When Elphin went to look, there was nothing in the weir. Then he perceived the leather bag upon a pole of the weir. One of the weir guardians said to him, “You were never unlucky until tonight, but now you have destroyed the virtues of the weir. It always yielded 100 pounds’ worth of fish a year and now there is nothing but this leather skin.”

“There may be 100 pounds in it,” said Elphin.

The weir-ward opened the leather bag and saw the forehead of the boy inside. He said to Elphin, “There’s a radiant brow!”

“Let him be called Taliesin,” said Elphin, lifting the boy in his arms.

Elphin made his horse amble gently and he carried the boy as softly as he could. Then the boy praised him:

“Fair Elphin, cease to lament!

Let no one be dissatisfied with his own,

Despair brings no advantage.

No man sees what supports him.

Never in Gwyddno’s weir

Was there such good luck as tonight.

Fair Elphin, dry your cheeks!

Being too sad will do no good;

Nor doubt the miracles of the Almighty:

Although I am but little, I am gifted.

From seas andfrom mountains,

Andfrom the depths of rivers,

God brings wealth to the fortunate man.

Elphin of lively qualities,

Your resolution is unmanly;

You must not be over-sorrowful:

Better to trust in God than to forbode ill.

Weak and small as I am,

On the foaming beach of the ocean,

In the day of trouble I shall be Of more service to you than 300 salmon.

Elphin, do not be displeased at your misfortune:

With me as your protector You have little to fear;

None shall be able to harm you. ”

Gwyddno Garanhir asked the boy what he was, whether he was man or spirit. Then Taliesin sang this tale:

“First, I have been formed a comely person;

In the court of Ceridwen I have done penance;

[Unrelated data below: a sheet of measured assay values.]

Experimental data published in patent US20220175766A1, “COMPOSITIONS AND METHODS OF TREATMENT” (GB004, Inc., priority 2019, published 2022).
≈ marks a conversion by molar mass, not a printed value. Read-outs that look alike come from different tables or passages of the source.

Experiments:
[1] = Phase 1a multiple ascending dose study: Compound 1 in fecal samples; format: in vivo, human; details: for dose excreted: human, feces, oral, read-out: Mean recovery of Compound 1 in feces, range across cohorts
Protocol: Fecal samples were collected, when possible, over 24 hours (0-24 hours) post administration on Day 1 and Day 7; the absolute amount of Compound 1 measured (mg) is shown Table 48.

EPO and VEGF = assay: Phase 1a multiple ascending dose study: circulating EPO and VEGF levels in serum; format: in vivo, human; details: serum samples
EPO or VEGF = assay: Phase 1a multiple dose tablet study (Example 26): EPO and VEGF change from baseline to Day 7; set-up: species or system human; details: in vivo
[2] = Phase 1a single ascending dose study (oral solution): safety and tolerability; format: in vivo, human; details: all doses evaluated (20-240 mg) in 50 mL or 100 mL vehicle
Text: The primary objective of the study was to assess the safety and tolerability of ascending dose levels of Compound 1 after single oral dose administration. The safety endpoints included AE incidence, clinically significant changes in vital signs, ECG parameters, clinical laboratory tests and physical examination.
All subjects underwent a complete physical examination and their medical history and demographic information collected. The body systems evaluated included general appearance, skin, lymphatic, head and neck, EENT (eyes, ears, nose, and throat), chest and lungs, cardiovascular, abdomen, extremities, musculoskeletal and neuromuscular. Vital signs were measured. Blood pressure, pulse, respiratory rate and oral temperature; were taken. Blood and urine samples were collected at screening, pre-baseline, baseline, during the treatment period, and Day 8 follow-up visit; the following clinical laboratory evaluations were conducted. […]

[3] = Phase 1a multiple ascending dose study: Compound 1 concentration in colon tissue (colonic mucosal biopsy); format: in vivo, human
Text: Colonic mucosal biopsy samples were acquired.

Though I was seen but little, and received indifferently,

I have been a prized defense, the sweet muse the cause,

And by law without speech, I have been liberated By a smiling old hag, when irritated,

Dreadful her claim when pursued;

I have fled with vigour, I have fled as a frog,

I have fled in the semblance of a crow, scarcely finding rest,

I have fled as a thrush ofportending language,

I have fled as a fox, used to bounding,

I have fled as a martin, which was of no avail,

I have fled as a squirrel, that vainly hides,

I have fled as a stag’s antler, of ruddy course,

I have fled as iron in a glowing fire,

I have fled as a spear-head, which is woe to those who wish for it,

I have fled as a fierce bullfighting bitterly,

I have fled as a bristly boar seen in a ravine,

I have fled as a white grain ofpure wheat,

On the skirt of a hempen sheet entangled,

That seemed the size of a mare’s foal,

That is filling like a ship on the waters.

Into a dark leather bag I was thrown,

And on a boundless sea I was set adrift;

Which to me was an omen of being tenderly nursed,

Then Elphin came to the house of Gwyddno, his father, and Taliesin with him. Gwyddno asked him if he had had a good haul at the weir and he told him that he had got something better than fish.

“What was that?” asked Gwyddno.

“A bard,” said Elphin.

Then said Gwyddno, “What use will he be to you?”

Taliesin himself replied, “More good than the weir ever profited you.”

Gwyddno asked, “Are you able to speak, when you are so small?”

Taliesin answered, “I am better able to speak than you to question me.”